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sector_ico_Forestry_trans Forestry

Spruce Beetle Infestation Response and Recovery

SIP012
  • Project Leaders: Dezene Huber, Ward Strong
  • Institutions: University of Northern British Columbia (UNBC)
  • Budget: $124856
  • Competition: Sector Innovation Program - Round 3
  • Genome Centre(s): Genome British Columbia
  • Fiscal Year: 2018
  • Status: Active

The recent spruce beetle outbreak in BC is larger than any previously recorded outbreak and has the potential to change forest ecosystems in BC. Increased spruce beetle activity can result in larger numbers of dead spruce trees, which releases carbon into the atmosphere and negatively impacts the BC forest industry – which contributed nearly $13 billion dollars to the provincial GDP in 2016. Mitigating the effects of the current outbreaks will reduce pressure on BC’s timber supply and prevent elevated greenhouse gas emissions from large numbers of dead and dying mature trees.

Climate change is shifting spruce beetle populations in BC toward massive outbreaks. Without cold winters to kill the beetles, more survive each season and hotter summers have doubled how fast the beetles reproduce. The province estimates that the total invested area in BC, 283,083 has doubled to 501,873 from 2016 to 2017.  The large outbreak near Prince George and elevated populations throughout BC are evidence of these shifts.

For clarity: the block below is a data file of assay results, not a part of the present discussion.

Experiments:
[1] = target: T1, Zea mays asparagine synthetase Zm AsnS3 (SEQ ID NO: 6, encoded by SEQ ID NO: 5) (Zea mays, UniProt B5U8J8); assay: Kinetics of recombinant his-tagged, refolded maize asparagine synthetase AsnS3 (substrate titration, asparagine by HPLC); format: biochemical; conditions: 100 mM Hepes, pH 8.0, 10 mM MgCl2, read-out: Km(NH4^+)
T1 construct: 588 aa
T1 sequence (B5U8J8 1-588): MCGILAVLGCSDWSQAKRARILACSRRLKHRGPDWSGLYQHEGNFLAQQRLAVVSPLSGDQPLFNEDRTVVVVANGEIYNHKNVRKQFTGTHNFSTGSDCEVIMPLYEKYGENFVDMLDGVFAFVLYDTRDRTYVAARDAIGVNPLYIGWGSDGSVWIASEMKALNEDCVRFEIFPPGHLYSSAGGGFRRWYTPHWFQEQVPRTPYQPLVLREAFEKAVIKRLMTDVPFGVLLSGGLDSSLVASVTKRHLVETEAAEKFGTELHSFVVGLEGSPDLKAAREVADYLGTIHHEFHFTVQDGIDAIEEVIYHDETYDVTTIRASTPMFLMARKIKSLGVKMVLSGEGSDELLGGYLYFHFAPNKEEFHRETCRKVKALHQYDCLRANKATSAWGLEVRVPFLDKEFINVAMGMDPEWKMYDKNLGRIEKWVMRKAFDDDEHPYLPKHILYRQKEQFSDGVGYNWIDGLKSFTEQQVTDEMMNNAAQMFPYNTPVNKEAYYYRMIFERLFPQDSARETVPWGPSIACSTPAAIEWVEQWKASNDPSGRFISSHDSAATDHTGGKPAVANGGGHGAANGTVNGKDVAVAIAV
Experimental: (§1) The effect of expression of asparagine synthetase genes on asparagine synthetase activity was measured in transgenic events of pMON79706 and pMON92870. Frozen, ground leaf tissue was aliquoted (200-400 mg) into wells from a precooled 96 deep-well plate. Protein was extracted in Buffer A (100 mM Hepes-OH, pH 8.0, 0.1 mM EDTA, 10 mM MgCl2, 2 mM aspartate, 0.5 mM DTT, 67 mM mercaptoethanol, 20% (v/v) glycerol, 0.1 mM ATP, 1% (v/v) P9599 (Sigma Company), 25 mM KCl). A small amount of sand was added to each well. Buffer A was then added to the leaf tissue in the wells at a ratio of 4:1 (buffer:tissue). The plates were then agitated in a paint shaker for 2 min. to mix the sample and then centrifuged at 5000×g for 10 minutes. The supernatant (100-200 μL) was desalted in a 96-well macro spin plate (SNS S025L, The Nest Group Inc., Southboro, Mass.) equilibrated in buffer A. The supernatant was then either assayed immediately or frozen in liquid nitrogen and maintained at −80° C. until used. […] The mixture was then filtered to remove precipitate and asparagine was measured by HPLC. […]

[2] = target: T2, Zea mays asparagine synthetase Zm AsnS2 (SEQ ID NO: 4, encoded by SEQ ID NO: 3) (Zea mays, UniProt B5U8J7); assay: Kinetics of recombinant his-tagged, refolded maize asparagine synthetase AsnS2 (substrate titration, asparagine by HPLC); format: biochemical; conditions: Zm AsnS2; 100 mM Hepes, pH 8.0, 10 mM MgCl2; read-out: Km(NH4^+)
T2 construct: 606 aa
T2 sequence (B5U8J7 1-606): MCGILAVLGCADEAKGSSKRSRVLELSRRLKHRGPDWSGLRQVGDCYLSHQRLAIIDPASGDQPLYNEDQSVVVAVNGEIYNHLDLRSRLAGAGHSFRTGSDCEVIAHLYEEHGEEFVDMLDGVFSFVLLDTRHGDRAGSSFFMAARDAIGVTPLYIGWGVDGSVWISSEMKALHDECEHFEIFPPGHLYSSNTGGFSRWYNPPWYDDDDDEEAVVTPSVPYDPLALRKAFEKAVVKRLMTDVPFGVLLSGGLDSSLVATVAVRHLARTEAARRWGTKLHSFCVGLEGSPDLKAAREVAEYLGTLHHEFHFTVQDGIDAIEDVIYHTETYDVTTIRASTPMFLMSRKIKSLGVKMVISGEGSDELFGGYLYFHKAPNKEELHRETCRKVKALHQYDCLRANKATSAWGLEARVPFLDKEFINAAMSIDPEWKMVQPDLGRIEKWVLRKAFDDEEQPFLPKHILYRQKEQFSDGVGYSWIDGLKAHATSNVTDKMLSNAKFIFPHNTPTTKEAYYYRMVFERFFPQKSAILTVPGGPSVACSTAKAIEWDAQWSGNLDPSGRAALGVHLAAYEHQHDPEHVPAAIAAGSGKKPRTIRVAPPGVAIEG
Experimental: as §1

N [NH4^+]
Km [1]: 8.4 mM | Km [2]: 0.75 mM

To help defend BC’s spruce stands, this research project will develop two methods to reduce the impact of spruce beetles in the province and provide more information to regulators and foresters to guide future pest management strategies in BC:

1.       Identify defense traits that help spruce trees survive beetle infestations and move those pest-resistant traits into spruce trees to support future plantation efforts.

2.       Use genomic tools and past experience from working with another forest pest, the mountain pine beetle to help understand the spruce beetle life-cycle, their biology and how they can be stopped.

The overall objective of this research is to provide foresters, policy makers, and scientists with information and tools to respond rapidly to an emerging insect epidemic in British Columbia. If successful this project will help save BC forests, reduce the carbon emitted from spruce-killed tree stands and help protect the $13 billion dollar forestry industry in the province.